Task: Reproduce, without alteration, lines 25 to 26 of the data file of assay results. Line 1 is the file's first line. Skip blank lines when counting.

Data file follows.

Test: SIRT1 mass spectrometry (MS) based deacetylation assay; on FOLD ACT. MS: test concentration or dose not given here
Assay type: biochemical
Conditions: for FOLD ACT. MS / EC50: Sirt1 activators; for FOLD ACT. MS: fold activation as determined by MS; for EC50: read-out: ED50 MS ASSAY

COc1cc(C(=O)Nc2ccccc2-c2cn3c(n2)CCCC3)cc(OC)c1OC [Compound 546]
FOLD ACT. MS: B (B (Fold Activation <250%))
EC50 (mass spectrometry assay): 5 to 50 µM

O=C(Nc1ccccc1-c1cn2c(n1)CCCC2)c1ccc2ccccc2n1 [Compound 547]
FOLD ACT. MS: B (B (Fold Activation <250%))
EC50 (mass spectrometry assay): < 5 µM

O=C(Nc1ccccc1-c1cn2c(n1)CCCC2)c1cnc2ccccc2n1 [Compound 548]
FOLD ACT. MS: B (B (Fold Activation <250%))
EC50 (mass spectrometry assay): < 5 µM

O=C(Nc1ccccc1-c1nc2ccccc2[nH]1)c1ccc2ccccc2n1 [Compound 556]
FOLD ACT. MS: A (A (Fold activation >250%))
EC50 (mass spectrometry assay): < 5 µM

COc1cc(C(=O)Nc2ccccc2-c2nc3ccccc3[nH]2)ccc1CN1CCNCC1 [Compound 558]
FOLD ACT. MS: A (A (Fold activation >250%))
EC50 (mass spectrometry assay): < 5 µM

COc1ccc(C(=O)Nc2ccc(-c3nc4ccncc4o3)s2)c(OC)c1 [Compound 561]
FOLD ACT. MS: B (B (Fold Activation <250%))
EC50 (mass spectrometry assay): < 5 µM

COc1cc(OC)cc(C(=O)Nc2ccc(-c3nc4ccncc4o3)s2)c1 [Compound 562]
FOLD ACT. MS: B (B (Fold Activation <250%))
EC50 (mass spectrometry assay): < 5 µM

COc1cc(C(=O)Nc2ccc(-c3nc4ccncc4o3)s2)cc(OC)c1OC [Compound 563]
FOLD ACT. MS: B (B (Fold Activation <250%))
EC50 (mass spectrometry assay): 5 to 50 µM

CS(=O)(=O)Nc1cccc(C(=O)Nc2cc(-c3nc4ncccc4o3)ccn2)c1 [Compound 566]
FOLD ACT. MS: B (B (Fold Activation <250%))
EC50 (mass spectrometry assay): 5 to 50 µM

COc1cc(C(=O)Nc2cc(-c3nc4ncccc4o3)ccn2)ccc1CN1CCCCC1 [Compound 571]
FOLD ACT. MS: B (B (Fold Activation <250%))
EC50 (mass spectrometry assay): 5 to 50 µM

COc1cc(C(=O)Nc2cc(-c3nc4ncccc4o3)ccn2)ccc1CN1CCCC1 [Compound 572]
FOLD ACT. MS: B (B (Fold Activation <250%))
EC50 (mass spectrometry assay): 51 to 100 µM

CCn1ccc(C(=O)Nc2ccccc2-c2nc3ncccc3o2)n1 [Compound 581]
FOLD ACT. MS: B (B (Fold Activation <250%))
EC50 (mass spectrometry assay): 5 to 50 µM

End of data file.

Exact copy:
COc1cc(C(=O)Nc2ccc(-c3nc4ccncc4o3)s2)cc(OC)c1OC [Compound 563]
FOLD ACT. MS: B (B (Fold Activation <250%))